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Tarboro in Edgecombe County, North Carolina — The American South (South Atlantic)
 

Occupation of Tarboro

Daniel's Schoolhouse Engagement

 

—Potters Raid —

 
Occupation of Tarboro Marker image. Click for full size.
By Don Morfe, July 16, 2010
1. Occupation of Tarboro Marker
Inscription.
(Preface): On July 18, 1861, Union Gen. Edward E. Potter led infantry and cavalry from New Bern to destroy the Wilmington and Weldon Railroad bridge at Rocky Mount. The Infantry feinted toward Kinston and returned to New Bern. Potter raided Greenville, then sent part of his cavalry to Rocky Mount and occupied Tarboro. The raiders damaged or destroyed bridges, trains and mills before returning to New Bern on July 23, but the Confederates restored rail services by Aug. 1.

Union Gen. Edward E. Potter and a cavalry battalion occupied Tarboro about 9 A.M on July 20, 1963, after driving off Confederate cavalrymen who had come from the direction of Hamilton. Potter ordered Maj. Floyd Clarkson, 12th New York Cavalry, to block the Hamilton road about a mile east of the Tar River bridge. Clarkson, with three cavalry companies and a howitzer, first burned two vessels in the river near the bridge. About four miles from Tarboro, near Daniel’s Schoolhouse, he clashed with Maj. John T. Kennedy and three companies of the 62nt Georgia Cavalry from Fort Branch. After a couple of charges and a few shots from the howitzer, Clarkson retreated to Tarboro in the face of sharp Confederate fire. Federal casualties numbered 6 dead, 14 wounded, and 18 captured.

Maj. George W. Cole led three companies of the 3rd New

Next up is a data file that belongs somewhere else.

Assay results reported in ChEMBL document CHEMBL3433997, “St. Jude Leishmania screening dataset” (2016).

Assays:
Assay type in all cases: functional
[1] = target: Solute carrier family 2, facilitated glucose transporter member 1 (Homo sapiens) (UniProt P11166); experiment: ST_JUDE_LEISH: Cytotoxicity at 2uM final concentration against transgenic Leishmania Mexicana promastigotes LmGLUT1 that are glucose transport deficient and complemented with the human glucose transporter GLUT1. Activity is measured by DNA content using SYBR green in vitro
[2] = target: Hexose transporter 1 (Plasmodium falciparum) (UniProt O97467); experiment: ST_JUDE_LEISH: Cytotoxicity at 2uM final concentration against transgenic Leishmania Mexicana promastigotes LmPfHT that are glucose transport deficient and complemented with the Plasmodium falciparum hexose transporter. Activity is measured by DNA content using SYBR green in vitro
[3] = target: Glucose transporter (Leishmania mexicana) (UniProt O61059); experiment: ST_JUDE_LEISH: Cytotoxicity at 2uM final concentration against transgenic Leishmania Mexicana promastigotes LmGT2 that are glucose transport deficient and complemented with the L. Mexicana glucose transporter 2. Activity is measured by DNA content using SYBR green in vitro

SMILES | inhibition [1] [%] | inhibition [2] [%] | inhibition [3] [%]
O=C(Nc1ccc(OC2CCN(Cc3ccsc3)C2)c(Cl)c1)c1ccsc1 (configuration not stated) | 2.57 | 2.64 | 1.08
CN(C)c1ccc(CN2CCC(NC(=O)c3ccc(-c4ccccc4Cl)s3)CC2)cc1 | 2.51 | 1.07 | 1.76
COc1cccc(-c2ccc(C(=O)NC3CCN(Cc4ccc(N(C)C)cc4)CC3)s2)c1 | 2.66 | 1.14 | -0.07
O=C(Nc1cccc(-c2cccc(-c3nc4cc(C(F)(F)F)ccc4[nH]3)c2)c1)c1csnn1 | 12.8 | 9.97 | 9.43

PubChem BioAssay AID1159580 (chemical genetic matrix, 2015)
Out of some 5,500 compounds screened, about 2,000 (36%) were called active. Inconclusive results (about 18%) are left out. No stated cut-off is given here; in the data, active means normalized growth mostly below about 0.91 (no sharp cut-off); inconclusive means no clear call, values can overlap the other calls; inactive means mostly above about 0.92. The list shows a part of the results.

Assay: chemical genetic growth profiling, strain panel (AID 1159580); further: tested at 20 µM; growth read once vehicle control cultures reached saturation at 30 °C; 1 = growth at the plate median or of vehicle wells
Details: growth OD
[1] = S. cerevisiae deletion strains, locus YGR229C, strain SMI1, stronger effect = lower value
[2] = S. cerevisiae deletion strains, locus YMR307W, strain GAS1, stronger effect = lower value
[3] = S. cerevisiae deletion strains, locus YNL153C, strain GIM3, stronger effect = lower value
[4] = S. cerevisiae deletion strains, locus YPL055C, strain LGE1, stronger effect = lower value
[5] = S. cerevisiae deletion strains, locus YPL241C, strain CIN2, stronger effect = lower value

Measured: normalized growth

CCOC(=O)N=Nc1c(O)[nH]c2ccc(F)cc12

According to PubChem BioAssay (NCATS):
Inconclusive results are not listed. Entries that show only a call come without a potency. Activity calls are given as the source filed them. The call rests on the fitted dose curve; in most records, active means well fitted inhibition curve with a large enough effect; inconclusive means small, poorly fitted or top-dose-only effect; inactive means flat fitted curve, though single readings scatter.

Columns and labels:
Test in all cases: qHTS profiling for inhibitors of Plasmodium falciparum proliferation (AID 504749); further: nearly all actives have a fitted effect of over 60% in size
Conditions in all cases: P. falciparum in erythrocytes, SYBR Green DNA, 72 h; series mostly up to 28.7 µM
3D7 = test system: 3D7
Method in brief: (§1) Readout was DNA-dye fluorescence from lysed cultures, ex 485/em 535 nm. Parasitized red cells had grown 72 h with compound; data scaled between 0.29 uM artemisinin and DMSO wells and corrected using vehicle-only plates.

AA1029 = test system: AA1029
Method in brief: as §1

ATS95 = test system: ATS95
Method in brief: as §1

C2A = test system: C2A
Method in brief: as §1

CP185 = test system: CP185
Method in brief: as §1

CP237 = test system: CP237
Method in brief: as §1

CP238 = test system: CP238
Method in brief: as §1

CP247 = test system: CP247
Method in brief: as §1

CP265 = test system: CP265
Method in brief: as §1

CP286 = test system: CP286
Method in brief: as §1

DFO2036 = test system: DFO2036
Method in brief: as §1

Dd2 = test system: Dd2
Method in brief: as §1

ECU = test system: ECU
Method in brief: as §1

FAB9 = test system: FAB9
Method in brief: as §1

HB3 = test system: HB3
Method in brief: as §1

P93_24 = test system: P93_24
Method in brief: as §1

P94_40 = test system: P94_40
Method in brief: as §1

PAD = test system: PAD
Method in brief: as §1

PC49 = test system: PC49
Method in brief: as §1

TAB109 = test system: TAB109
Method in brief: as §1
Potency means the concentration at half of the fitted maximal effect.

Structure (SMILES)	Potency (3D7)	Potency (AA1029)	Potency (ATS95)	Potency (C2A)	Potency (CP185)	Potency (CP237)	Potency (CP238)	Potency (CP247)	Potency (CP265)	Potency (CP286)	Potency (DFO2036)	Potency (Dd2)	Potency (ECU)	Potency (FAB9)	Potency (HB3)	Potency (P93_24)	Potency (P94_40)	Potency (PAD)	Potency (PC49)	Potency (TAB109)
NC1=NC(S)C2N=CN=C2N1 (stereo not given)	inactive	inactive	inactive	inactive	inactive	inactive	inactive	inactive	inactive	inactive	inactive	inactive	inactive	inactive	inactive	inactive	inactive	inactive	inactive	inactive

Occupation of Tarboro Marker image. Click for full size.
By Don Morfe, July 16, 2010
2. Occupation of Tarboro Marker
Potters Raid Map- Potter’s Raid from New Bern to Rocky Mount and Tarboro.
York Cavalry across the river to assist Clarkson. A mile east of Tarboro, however, Cole encountered Confederate Lt. Col. John C. Lamb, who had marched from Fort Branch with two companies of the 17th North Carolina Infantry and a two-gun section of the Petersburg Artillery. Cole and Lamb exchanged small-arms and cannon fire, and Cole withdrew. The Federals left Tarboro about 5 P.M., partially burned the Tar River bridge, and began the march back to New Bern.

(Sidebar): The Blount-Bridge House, constructed here for Thomas Blount in the Federal style about 1808, was later the home of Lt. Col John L. Bridges (1821-1884). As a captain, Bridges served with distinction in the 1st North Carolina Volunteers during the Battle of Big Bethel on June 10, 1861. He commanded the garrison at Fort Macon on the Outer Banks that fall. His brother, Robert R. Bridges, served in the Confederate Congress until the end of the war.
 
Erected by North Carolina Civil War Trails.
 
Marker series. This marker is included in the North Carolina Civil War Trails marker series.
 
Location. 35° 54.198′ N, 77° 32.238′ W. Marker is in Tarboro, North Carolina, in Edgecombe County. Marker is on Bridges Street. Touch for map. The marker is in front of the
Occupation of Tarboro Marker image. Click for full size.
By Don Morfe, July 16, 2010
3. Occupation of Tarboro Marker
The Blount-Bridges House
Blount-Bridges House. Marker is at or near this postal address: 130 Bridges Street, Tarboro NC 27886, United States of America.
 
Other nearby markers. At least 8 other markers are within walking distance of this marker. U.S.S. Maine Memorial (approx. 0.2 miles away); Edgecombe County Confederate Memorial (approx. 0.2 miles away); Town Common (approx. 0.2 miles away); Washington's Southern Tour (approx. 0.2 miles away); a different marker also named Occupation of Tarboro (approx. ¼ mile away); John Spencer Bassett (approx. 0.3 miles away); Joseph Blount Chesire, Jr. (approx. 0.4 miles away); John C. Dancy (approx. 0.4 miles away). Touch for a list and map of all markers in Tarboro.
 
Categories. War, US Civil
 
Occupation of Tarboro Marker image. Click for full size.
By Don Morfe, July 16, 2010
4. Occupation of Tarboro Marker
The Blount-Bridges House
Occupation of Tarboro Marker image. Click for full size.
By Don Morfe, July 16, 2010
5. Occupation of Tarboro Marker
Tarboro, NC street banner
 
 
Credits. This page was last revised on June 16, 2016. This page originally submitted on December 29, 2012, by Don Morfe of Baltimore, Md 21234. This page has been viewed 338 times since then and 65 times this year. Photos:   1, 2, 3, 4, 5. submitted on December 29, 2012, by Don Morfe of Baltimore, Md 21234. • Craig Swain was the editor who published this page.
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